“…Norval has defeated Zagreb,” writes Jakic, “The diaspora has overpowered the so-called homeland Croatia. All the citizens of the Republic of Croatia who were born in it, worked in it and earned their daily bread in it honestly are offended and humiliated because a man, although born in Croatia, but had lived abroad for such a long time (mostly in Canada) that he even does not speak well his mother language, is being brought to them as their Prime Minister. And that the immediate message to all from Croatia, to all who have earned their professional knowledge in Croatian schools and universities and applied them here and in the world, is that they are incapable, that there is not a single person living in Croatia capable of being a Prime Minister…” wrote Jakic.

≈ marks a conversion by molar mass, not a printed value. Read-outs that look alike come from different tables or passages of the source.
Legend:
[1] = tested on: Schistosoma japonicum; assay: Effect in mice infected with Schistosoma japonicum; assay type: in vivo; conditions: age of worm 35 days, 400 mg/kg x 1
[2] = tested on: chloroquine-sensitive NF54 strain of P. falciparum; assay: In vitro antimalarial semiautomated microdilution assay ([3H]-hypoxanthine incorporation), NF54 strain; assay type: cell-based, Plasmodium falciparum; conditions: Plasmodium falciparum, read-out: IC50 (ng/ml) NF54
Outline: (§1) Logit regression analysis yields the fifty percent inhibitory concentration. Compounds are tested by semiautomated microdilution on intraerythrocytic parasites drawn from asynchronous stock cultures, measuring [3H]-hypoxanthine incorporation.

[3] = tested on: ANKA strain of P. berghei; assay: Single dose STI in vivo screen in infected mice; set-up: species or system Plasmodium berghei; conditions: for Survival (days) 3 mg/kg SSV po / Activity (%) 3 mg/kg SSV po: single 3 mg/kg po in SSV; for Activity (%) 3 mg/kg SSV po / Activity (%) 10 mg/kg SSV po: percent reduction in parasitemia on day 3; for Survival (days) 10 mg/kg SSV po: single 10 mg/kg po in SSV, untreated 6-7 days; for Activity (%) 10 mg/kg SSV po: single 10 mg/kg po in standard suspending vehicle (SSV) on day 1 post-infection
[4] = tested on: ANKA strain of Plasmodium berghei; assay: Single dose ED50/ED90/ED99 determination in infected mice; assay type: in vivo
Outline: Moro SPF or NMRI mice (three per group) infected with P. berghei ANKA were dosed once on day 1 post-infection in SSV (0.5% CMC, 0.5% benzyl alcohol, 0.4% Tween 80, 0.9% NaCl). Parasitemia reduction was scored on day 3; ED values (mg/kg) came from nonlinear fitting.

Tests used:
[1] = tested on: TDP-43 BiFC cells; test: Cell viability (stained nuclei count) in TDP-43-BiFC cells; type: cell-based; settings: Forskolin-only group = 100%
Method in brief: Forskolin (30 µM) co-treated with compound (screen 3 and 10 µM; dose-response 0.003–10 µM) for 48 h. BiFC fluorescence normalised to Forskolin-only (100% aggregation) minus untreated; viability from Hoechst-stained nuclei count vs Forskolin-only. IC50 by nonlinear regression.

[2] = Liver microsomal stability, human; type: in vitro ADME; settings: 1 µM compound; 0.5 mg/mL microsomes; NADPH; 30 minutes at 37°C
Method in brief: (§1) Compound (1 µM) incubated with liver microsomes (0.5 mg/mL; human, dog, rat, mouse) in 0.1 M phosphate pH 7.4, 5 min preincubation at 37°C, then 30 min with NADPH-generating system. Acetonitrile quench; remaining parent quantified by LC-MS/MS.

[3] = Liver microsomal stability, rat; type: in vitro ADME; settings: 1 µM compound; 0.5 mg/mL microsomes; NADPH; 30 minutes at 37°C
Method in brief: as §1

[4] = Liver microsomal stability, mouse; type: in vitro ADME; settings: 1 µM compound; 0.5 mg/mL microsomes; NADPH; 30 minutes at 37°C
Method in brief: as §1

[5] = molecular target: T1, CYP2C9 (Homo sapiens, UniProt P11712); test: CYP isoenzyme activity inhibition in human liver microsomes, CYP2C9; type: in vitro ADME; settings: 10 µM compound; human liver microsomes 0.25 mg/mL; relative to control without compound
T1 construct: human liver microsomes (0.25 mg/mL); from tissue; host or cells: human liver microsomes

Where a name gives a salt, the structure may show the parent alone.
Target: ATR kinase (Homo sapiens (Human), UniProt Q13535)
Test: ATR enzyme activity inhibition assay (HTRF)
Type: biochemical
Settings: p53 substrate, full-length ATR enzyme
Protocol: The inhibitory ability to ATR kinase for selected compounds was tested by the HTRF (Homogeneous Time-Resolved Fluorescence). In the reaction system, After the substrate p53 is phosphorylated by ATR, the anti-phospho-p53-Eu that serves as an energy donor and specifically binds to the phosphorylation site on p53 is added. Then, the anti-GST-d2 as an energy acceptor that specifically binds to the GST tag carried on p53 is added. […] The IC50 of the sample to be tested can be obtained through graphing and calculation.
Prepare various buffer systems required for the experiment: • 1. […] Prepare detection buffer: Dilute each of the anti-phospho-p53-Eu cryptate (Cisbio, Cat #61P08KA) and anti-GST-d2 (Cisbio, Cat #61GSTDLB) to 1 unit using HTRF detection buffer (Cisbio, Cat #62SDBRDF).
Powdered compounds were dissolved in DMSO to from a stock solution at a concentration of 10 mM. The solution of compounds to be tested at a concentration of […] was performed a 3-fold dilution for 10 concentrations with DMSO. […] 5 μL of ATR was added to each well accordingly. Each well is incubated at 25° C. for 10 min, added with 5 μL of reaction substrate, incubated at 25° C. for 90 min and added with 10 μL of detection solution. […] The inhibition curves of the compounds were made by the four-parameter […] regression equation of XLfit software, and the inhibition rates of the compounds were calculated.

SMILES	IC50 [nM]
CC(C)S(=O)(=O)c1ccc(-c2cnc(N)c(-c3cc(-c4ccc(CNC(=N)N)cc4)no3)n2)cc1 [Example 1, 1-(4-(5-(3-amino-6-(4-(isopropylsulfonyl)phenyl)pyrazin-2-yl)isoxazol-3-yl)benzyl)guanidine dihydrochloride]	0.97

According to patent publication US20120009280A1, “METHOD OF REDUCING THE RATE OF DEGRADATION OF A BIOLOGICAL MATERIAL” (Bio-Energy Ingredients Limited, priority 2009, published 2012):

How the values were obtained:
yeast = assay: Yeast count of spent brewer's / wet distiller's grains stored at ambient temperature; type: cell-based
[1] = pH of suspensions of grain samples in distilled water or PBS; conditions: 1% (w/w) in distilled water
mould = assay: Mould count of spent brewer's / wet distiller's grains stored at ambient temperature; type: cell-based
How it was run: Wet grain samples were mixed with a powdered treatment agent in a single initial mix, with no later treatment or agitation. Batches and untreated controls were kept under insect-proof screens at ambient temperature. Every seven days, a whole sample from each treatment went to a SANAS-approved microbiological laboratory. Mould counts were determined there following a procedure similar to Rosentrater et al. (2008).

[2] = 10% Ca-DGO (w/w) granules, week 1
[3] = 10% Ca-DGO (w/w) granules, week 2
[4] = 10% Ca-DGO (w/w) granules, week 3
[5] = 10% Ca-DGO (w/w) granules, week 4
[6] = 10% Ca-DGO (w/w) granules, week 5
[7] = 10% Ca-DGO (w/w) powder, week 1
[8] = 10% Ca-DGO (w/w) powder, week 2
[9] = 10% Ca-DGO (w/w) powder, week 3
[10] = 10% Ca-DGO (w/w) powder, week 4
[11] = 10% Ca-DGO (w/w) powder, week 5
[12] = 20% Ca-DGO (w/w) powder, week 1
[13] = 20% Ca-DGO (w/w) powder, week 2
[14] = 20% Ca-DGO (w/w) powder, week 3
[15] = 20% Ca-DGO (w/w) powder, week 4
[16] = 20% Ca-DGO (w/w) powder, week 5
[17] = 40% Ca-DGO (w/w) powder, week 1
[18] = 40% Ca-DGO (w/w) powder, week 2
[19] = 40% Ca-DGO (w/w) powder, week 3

This article by Jakic is not to be taken lightly – it is a serious attack on democracy and equal opportunity for all citizens of Croatia (no matter where they live in the world) to advance their life and professional and political circumstances as best their merit permits. It represents a loud element of a cancer that works at deteriorating the unifying fabric of all Croats in the world and as a suffocating force whose primary role is to disable and render ineffective all attempts to bring the essential reforms into Croatian economy, public administration, justice…so that it finally moves further away from the communism from which it stems. Tomislav Jakic’s said article represents the discrimination that anti-discrimination laws exist for – it is an appalling behaviour coming out of a pen of a journalist.